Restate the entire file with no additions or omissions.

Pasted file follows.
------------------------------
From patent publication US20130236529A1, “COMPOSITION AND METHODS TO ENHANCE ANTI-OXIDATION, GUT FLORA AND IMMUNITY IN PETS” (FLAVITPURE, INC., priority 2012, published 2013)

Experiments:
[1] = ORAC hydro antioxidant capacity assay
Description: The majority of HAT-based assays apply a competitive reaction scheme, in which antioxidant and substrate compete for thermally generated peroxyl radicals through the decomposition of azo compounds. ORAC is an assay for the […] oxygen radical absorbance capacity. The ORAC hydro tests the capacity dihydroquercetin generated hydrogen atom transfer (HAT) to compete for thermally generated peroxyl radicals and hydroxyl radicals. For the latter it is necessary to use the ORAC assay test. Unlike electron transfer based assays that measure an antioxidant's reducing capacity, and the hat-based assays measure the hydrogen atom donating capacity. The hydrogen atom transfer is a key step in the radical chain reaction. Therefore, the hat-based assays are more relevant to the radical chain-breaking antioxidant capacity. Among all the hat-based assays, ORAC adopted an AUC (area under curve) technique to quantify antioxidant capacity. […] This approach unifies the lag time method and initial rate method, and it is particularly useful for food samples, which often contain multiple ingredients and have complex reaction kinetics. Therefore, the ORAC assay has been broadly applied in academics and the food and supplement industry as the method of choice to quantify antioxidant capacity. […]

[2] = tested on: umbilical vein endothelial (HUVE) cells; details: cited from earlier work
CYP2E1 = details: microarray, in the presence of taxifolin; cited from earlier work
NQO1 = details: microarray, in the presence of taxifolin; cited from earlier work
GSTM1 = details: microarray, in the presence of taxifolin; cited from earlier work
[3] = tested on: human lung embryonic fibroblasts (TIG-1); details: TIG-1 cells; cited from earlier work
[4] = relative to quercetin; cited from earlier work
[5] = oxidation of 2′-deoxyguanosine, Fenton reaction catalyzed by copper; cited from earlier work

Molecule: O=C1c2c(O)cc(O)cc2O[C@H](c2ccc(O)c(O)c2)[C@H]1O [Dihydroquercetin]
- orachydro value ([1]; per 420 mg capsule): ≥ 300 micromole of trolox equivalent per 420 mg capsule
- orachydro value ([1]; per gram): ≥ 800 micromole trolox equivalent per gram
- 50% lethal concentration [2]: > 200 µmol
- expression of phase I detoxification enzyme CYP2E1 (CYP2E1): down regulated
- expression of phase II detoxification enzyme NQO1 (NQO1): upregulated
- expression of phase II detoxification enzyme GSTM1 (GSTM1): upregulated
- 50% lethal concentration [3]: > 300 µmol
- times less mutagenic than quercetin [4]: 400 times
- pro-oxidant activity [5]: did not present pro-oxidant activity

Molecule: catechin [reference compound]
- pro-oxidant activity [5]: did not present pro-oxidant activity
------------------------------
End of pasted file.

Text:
From patent publication US20130236529A1, “COMPOSITION AND METHODS TO ENHANCE ANTI-OXIDATION, GUT FLORA AND IMMUNITY IN PETS” (FLAVITPURE, INC., priority 2012, published 2013)

Experiments:
[1] = ORAC hydro antioxidant capacity assay
Description: The majority of HAT-based assays apply a competitive reaction scheme, in which antioxidant and substrate compete for thermally generated peroxyl radicals through the decomposition of azo compounds. ORAC is an assay for the […] oxygen radical absorbance capacity. The ORAC hydro tests the capacity dihydroquercetin generated hydrogen atom transfer (HAT) to compete for thermally generated peroxyl radicals and hydroxyl radicals. For the latter it is necessary to use the ORAC assay test. Unlike electron transfer based assays that measure an antioxidant's reducing capacity, and the hat-based assays measure the hydrogen atom donating capacity. The hydrogen atom transfer is a key step in the radical chain reaction. Therefore, the hat-based assays are more relevant to the radical chain-breaking antioxidant capacity. Among all the hat-based assays, ORAC adopted an AUC (area under curve) technique to quantify antioxidant capacity. […] This approach unifies the lag time method and initial rate method, and it is particularly useful for food samples, which often contain multiple ingredients and have complex reaction kinetics. Therefore, the ORAC assay has been broadly applied in academics and the food and supplement industry as the method of choice to quantify antioxidant capacity. […]

[2] = tested on: umbilical vein endothelial (HUVE) cells; details: cited from earlier work
CYP2E1 = details: microarray, in the presence of taxifolin; cited from earlier work
NQO1 = details: microarray, in the presence of taxifolin; cited from earlier work
GSTM1 = details: microarray, in the presence of taxifolin; cited from earlier work
[3] = tested on: human lung embryonic fibroblasts (TIG-1); details: TIG-1 cells; cited from earlier work
[4] = relative to quercetin; cited from earlier work
[5] = oxidation of 2′-deoxyguanosine, Fenton reaction catalyzed by copper; cited from earlier work

Molecule: O=C1c2c(O)cc(O)cc2O[C@H](c2ccc(O)c(O)c2)[C@H]1O [Dihydroquercetin]
- orachydro value ([1]; per 420 mg capsule): ≥ 300 micromole of trolox equivalent per 420 mg capsule
- orachydro value ([1]; per gram): ≥ 800 micromole trolox equivalent per gram
- 50% lethal concentration [2]: > 200 µmol
- expression of phase I detoxification enzyme CYP2E1 (CYP2E1): down regulated
- expression of phase II detoxification enzyme NQO1 (NQO1): upregulated
- expression of phase II detoxification enzyme GSTM1 (GSTM1): upregulated
- 50% lethal concentration [3]: > 300 µmol
- times less mutagenic than quercetin [4]: 400 times
- pro-oxidant activity [5]: did not present pro-oxidant activity

Molecule: catechin [reference compound]
- pro-oxidant activity [5]: did not present pro-oxidant activity